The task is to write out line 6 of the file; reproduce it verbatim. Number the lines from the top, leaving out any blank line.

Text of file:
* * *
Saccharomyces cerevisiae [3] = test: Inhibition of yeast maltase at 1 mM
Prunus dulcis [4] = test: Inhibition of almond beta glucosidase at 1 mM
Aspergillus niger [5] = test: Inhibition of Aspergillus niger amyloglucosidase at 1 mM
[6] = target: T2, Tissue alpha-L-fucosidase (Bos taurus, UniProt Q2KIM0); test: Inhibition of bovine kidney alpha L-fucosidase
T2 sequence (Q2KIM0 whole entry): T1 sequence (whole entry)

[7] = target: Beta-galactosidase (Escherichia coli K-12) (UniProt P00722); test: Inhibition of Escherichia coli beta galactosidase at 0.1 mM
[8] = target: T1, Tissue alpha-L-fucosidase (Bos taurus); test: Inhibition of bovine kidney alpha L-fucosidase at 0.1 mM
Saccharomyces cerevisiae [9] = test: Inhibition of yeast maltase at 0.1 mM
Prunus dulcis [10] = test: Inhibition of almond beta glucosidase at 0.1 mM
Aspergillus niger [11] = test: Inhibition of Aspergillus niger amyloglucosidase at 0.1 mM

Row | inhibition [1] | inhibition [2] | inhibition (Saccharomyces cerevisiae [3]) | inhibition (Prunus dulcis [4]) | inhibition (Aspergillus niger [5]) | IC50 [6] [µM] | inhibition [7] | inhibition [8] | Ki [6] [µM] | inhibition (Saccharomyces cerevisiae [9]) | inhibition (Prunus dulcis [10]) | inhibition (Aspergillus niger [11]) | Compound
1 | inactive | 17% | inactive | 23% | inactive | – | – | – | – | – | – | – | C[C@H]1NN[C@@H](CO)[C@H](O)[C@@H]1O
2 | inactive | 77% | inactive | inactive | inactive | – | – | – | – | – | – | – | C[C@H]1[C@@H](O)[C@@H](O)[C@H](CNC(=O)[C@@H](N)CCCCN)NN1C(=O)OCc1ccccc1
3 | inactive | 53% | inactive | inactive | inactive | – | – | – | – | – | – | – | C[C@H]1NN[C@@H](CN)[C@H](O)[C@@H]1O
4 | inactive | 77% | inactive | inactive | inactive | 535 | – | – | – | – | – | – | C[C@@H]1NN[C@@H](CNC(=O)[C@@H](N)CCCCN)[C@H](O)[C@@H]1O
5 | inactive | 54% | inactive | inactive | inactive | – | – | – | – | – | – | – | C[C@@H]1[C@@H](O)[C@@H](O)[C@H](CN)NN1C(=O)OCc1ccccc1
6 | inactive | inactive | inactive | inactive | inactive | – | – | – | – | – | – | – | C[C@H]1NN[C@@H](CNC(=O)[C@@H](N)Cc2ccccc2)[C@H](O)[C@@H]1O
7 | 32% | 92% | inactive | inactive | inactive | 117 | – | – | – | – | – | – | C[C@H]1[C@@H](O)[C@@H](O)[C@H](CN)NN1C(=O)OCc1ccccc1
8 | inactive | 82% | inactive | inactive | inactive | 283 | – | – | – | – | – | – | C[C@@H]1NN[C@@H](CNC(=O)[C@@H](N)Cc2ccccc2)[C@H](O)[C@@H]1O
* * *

[7] = target: Beta-galactosidase (Escherichia coli K-12) (UniProt P00722); test: Inhibition of Escherichia coli beta galactosidase at 0.1 mM